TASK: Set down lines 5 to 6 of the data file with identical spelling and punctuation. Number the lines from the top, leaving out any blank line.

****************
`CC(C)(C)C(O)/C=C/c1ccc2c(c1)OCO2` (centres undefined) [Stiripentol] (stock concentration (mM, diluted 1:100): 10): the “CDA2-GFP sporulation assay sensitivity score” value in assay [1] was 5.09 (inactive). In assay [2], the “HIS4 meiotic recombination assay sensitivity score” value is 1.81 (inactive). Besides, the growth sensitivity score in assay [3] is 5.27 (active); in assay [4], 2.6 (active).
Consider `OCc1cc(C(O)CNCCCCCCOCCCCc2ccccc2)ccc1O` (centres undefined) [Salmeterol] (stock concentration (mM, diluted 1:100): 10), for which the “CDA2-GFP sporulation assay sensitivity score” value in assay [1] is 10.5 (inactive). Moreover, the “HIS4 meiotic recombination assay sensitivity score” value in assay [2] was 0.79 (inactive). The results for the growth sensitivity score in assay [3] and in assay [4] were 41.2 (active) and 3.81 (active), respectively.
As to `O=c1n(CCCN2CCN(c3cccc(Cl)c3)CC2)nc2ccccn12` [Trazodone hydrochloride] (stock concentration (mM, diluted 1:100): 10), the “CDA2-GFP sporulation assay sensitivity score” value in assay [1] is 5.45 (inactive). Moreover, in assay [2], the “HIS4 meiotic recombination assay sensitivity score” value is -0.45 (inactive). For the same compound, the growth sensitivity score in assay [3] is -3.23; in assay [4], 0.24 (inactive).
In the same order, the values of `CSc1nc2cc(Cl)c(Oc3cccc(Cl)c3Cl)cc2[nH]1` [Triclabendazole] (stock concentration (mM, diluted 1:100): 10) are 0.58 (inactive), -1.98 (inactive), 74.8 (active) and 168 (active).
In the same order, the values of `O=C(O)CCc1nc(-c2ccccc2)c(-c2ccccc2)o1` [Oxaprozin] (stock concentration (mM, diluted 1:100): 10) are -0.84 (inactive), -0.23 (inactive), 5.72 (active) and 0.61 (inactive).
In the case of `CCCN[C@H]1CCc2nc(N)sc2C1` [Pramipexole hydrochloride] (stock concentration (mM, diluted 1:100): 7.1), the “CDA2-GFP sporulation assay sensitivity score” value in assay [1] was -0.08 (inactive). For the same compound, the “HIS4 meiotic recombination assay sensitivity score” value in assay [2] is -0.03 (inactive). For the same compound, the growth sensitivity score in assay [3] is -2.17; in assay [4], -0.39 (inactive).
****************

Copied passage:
In the same order, the values of `O=C(O)CCc1nc(-c2ccccc2)c(-c2ccccc2)o1` [Oxaprozin] (stock concentration (mM, diluted 1:100): 10) are -0.84 (inactive), -0.23 (inactive), 5.72 (active) and 0.61 (inactive).
In the case of `CCCN[C@H]1CCc2nc(N)sc2C1` [Pramipexole hydrochloride] (stock concentration (mM, diluted 1:100): 7.1), the “CDA2-GFP sporulation assay sensitivity score” value in assay [1] was -0.08 (inactive). For the same compound, the “HIS4 meiotic recombination assay sensitivity score” value in assay [2] is -0.03 (inactive). For the same compound, the growth sensitivity score in assay [3] is -2.17; in assay [4], -0.39 (inactive).